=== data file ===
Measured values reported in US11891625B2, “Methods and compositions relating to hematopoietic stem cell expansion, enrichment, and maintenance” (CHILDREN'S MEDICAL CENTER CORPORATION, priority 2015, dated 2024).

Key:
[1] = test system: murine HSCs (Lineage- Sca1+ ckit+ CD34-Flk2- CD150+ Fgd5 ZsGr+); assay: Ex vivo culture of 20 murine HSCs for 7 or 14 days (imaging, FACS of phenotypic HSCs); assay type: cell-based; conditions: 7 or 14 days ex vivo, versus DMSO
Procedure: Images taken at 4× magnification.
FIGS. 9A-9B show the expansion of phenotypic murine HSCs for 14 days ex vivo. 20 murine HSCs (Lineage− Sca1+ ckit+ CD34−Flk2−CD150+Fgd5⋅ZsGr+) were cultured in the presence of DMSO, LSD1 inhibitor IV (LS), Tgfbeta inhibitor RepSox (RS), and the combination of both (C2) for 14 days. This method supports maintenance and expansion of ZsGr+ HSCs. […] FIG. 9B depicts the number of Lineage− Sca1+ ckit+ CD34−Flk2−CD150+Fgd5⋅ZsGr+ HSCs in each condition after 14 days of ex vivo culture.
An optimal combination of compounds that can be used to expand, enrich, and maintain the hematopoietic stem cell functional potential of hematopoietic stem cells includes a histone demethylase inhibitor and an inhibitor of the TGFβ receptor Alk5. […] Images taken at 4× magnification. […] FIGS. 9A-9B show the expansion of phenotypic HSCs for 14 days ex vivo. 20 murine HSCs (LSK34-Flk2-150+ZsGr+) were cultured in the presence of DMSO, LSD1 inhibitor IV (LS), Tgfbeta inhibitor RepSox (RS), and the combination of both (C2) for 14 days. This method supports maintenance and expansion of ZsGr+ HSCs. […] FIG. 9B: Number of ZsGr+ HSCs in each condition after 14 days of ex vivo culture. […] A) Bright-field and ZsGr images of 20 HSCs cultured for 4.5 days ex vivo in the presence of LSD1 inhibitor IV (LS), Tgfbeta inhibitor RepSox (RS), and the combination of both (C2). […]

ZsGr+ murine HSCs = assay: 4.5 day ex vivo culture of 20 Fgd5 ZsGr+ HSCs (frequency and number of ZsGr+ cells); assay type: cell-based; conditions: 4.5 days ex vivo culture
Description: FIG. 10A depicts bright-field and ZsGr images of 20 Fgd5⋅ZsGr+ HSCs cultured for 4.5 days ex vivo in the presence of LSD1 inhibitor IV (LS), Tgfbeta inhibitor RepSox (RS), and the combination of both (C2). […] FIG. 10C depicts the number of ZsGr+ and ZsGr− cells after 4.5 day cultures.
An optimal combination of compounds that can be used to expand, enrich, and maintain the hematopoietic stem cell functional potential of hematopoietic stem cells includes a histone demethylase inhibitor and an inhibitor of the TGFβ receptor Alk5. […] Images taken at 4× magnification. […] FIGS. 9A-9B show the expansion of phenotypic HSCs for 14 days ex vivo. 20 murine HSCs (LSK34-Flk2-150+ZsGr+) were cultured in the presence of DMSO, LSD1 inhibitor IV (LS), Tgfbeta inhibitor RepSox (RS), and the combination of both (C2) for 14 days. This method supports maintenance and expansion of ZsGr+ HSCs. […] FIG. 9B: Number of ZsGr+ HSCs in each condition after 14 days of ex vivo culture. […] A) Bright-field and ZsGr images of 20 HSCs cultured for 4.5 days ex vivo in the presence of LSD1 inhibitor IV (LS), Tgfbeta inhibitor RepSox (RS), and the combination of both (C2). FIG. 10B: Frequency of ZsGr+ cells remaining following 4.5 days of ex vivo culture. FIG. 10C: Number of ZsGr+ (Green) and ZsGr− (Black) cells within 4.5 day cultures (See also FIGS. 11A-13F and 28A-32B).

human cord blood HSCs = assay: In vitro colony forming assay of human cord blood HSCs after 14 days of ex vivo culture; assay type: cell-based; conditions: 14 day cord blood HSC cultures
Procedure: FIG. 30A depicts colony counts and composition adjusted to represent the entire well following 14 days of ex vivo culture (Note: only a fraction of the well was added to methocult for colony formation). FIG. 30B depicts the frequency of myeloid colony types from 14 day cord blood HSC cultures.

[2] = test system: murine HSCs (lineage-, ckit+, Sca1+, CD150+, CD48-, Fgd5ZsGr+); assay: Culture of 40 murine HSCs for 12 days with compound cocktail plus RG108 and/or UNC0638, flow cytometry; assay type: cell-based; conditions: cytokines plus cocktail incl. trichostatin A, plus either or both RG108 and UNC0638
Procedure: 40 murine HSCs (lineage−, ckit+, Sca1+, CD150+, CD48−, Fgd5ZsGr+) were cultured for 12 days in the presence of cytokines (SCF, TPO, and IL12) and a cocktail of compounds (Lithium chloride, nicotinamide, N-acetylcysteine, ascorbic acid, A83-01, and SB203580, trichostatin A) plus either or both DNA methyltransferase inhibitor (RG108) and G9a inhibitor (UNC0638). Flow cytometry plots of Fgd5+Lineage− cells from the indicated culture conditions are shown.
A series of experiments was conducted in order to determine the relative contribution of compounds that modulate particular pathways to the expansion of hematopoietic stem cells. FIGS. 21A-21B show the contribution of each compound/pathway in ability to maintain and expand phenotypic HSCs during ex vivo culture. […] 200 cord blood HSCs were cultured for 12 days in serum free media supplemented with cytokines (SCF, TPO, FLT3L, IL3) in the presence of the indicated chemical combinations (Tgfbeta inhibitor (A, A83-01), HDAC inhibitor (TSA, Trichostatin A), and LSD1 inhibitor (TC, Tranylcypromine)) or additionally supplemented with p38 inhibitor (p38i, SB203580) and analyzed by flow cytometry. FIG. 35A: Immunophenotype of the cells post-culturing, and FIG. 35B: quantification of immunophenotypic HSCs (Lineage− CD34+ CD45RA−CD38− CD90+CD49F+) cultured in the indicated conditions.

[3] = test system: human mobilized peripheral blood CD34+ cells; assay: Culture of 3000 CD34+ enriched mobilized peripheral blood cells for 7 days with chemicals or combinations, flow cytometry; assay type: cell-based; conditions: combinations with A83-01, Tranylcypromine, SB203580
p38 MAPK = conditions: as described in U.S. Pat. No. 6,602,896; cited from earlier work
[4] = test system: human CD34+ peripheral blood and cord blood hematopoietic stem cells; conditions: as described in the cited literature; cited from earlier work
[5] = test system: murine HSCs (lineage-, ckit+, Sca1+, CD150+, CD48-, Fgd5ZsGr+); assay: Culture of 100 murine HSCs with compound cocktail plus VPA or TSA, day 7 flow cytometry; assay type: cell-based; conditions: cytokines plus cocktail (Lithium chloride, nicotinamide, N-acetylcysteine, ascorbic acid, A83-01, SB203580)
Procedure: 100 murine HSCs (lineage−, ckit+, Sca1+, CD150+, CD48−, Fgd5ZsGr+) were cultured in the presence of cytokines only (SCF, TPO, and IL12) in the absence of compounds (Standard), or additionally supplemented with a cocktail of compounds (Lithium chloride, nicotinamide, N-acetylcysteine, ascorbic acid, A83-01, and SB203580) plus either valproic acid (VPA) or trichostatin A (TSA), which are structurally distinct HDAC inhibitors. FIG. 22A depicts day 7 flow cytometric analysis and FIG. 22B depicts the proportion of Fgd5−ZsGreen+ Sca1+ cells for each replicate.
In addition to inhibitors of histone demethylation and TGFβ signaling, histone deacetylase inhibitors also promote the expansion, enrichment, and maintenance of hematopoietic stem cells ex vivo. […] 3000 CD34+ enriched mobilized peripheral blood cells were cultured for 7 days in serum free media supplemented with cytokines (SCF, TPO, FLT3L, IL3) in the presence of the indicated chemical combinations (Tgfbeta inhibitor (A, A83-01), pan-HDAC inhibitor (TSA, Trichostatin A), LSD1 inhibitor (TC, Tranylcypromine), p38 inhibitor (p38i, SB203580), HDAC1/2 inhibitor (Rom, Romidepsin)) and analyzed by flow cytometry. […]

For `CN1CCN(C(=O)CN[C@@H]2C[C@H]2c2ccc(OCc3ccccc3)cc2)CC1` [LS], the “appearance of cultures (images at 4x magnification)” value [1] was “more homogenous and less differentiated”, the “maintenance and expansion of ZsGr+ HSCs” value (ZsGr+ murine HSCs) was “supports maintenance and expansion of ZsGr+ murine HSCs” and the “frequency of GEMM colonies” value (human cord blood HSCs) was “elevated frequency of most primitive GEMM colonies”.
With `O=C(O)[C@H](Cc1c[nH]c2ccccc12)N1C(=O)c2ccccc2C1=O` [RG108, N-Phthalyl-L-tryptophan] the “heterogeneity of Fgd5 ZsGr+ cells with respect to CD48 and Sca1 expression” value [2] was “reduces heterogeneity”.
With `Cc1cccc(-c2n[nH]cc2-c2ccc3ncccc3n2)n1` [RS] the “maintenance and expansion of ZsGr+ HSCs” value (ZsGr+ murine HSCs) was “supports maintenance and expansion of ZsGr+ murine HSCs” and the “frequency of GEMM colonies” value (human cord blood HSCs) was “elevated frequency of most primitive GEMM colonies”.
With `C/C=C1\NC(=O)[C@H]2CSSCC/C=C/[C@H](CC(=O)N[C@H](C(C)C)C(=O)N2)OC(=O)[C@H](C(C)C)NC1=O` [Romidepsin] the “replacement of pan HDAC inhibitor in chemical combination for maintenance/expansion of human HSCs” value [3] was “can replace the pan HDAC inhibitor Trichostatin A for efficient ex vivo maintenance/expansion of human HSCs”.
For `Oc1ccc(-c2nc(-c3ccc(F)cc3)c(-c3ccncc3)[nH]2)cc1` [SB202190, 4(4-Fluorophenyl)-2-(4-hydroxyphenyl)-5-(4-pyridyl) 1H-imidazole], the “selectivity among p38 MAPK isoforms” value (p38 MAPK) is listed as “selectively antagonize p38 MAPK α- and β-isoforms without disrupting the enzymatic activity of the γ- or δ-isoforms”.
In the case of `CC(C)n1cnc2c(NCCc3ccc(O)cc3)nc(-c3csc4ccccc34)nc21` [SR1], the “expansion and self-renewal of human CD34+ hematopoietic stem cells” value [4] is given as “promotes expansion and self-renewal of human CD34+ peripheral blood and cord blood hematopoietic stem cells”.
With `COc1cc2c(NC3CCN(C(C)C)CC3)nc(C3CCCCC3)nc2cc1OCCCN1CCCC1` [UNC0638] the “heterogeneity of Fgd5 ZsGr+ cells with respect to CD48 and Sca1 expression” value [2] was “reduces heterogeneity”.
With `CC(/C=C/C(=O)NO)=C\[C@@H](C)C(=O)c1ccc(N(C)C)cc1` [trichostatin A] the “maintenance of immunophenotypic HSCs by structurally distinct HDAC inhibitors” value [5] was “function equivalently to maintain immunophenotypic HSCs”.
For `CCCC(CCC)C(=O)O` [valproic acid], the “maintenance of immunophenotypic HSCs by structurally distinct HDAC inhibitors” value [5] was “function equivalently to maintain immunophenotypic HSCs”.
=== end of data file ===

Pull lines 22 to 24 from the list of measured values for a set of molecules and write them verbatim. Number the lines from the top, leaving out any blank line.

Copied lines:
With `O=C(O)[C@H](Cc1c[nH]c2ccccc12)N1C(=O)c2ccccc2C1=O` [RG108, N-Phthalyl-L-tryptophan] the “heterogeneity of Fgd5 ZsGr+ cells with respect to CD48 and Sca1 expression” value [2] was “reduces heterogeneity”.
With `Cc1cccc(-c2n[nH]cc2-c2ccc3ncccc3n2)n1` [RS] the “maintenance and expansion of ZsGr+ HSCs” value (ZsGr+ murine HSCs) was “supports maintenance and expansion of ZsGr+ murine HSCs” and the “frequency of GEMM colonies” value (human cord blood HSCs) was “elevated frequency of most primitive GEMM colonies”.
With `C/C=C1\NC(=O)[C@H]2CSSCC/C=C/[C@H](CC(=O)N[C@H](C(C)C)C(=O)N2)OC(=O)[C@H](C(C)C)NC1=O` [Romidepsin] the “replacement of pan HDAC inhibitor in chemical combination for maintenance/expansion of human HSCs” value [3] was “can replace the pan HDAC inhibitor Trichostatin A for efficient ex vivo maintenance/expansion of human HSCs”.